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Driving with dyslexia

What difficulties may be faced if you are dyslexic and want to learn to drive? How can you overcome those difficulties?

Difficulties you may face

  • Identifying road signs and deciding how to act on them
  • Understanding the language used in the Highway Code
  • Understanding the questions in the theory test
  • Planning for the road ahead
  • Planning for other road users
  • Coordinating what you see with what your hands and feet do

How can I help?

  • Provide support and practice for your theory
  • Implement various techniques to help your planning and awareness
  • Find ways to minimise and then eliminate mistakes
  • Make use of diagrams unique to our school
  • Provide a calm, distraction free learning environment
  • Use your existing skills and find similarities to driving skills

I can also use multisensory learning and the Japanese shisa kanko system. Shisa kanko means “point and say”, and the method has played a big part in keeping Japan’s 200mph bullet trains completely accident free (watch video).

If you were worried about learning to drive because of dyslexia, get in touch and see how I can help.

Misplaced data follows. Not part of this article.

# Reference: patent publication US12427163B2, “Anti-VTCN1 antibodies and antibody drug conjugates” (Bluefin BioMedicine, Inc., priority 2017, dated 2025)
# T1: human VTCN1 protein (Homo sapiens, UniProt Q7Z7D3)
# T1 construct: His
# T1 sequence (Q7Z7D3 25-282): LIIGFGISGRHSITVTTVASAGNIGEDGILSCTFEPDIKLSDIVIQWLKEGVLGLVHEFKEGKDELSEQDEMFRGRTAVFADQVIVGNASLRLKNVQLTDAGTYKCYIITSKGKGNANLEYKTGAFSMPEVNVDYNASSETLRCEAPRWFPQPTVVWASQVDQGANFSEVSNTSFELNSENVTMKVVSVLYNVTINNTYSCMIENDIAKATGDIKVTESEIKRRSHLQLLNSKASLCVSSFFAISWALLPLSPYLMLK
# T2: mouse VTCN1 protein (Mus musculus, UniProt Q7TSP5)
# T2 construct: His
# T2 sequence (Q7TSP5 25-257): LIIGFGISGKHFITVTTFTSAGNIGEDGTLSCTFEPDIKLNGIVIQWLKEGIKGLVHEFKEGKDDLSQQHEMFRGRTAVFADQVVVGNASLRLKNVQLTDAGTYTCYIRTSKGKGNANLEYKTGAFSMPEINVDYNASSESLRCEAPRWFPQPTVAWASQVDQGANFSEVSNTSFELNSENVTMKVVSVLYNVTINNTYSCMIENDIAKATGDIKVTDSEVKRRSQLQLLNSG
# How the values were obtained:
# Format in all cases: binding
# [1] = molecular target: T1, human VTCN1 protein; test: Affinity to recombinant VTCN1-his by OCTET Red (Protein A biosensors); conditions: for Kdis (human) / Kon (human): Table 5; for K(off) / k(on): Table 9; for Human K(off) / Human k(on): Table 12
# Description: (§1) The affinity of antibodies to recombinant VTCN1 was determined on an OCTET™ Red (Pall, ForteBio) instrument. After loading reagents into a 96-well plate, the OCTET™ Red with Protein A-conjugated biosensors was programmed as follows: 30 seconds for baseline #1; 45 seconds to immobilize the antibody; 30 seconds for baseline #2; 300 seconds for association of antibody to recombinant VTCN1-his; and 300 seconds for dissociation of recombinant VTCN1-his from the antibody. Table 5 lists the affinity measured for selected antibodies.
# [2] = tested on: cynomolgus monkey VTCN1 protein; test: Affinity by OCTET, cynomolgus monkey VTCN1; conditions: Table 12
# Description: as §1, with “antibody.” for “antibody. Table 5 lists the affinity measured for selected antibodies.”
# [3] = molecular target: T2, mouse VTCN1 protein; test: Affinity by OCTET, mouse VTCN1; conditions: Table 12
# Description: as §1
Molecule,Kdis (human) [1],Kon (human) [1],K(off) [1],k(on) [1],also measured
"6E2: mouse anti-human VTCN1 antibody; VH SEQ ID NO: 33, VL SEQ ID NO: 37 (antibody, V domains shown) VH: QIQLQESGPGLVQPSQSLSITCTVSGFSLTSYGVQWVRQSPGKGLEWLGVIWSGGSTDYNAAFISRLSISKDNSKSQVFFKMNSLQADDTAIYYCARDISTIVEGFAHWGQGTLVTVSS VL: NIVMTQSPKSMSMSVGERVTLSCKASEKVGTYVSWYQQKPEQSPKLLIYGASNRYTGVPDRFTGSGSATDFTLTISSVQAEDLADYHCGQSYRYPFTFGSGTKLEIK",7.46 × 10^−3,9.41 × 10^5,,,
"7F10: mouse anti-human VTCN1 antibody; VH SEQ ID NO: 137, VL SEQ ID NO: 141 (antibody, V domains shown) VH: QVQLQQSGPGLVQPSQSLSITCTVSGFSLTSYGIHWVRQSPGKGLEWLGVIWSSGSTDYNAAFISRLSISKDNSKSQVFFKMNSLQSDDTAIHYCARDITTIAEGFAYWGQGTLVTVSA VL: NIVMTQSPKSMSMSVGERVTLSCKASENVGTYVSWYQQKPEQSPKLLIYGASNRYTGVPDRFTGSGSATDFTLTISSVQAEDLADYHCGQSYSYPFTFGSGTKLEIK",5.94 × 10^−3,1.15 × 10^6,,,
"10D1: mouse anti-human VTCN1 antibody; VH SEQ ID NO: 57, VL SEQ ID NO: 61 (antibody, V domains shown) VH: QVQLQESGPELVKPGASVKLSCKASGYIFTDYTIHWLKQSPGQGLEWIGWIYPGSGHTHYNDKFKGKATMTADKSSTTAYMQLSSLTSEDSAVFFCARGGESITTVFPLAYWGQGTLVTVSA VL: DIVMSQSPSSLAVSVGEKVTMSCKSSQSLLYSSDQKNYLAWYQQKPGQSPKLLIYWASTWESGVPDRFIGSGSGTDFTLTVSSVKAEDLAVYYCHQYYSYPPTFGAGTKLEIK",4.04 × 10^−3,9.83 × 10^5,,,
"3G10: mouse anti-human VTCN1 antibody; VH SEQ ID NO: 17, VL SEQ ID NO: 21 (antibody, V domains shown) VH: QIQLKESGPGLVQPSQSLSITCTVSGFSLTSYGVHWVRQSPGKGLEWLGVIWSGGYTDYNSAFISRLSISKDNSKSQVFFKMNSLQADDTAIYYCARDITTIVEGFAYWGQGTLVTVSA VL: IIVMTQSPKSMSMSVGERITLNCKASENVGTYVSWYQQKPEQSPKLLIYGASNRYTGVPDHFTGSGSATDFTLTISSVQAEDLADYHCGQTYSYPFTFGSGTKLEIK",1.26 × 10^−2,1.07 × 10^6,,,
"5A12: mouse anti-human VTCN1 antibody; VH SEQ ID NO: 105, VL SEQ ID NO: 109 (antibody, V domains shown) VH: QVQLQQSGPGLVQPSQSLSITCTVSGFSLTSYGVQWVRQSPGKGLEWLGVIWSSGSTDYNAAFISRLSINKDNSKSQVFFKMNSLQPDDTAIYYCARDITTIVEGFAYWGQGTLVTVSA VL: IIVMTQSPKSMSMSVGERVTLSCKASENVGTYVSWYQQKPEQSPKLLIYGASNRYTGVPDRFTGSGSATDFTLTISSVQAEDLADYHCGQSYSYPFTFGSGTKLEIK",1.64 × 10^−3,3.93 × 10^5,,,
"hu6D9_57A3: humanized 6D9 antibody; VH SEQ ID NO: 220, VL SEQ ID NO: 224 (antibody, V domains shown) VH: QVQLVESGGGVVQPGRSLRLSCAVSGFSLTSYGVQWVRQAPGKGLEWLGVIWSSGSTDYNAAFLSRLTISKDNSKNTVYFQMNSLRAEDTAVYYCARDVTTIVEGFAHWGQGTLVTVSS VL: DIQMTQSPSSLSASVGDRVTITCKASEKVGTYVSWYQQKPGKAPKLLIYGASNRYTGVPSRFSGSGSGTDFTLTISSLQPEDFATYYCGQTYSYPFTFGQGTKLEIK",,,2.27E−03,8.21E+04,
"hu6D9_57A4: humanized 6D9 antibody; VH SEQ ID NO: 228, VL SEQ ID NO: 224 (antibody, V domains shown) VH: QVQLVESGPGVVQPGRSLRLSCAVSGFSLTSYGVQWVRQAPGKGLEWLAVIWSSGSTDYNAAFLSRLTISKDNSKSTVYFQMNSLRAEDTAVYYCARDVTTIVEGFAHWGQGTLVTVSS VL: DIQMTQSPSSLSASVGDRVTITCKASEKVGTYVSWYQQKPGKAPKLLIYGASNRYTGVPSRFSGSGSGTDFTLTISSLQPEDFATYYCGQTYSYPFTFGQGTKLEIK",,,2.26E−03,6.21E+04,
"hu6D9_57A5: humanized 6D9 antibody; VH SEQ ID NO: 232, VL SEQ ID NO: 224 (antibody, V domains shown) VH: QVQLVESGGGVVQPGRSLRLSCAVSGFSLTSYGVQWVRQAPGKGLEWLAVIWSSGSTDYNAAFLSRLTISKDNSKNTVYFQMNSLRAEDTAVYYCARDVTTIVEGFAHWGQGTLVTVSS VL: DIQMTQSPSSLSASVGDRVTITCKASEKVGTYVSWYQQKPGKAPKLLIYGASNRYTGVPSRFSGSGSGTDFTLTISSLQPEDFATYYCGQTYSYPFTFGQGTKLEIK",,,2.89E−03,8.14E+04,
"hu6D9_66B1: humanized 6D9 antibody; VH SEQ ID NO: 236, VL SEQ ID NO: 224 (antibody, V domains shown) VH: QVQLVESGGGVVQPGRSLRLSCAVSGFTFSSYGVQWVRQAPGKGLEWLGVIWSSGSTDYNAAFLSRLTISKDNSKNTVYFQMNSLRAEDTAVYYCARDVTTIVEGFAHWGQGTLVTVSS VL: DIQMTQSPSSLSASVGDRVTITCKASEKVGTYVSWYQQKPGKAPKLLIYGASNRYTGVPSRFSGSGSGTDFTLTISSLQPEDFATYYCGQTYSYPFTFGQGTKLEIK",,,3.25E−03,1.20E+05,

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A is for accelerator

The accelerator increases the amount of fuel being sent to the engine. Pressing the accelerator pedal increases the engine speed, making the car go faster. Easing off or releasing the accelerator makes the car slow down. The accelerator is sometimes called the throttle (more common amongst motorcyclists).

Accelerator Sense” is a technique which requires the driver to plan ahead and adjust the car’s speed using only the accelerator pedal; the brakes being used only when a more rapid reduction in speed is required.

Often called the gas pedal, it is the rightmost pedal in most cars and is operated with the right foot. The term “gas” is from gasoline the American word for petrol.

The spring mechanism, which pushes the pedal upwards when the driver removes their foot, is an example of a fail-safe mechanism.

Eco-safe driving suggests that the accelerator is used gently, although when a sudden increase in speed is needed, a “foot to the floor” technique is used.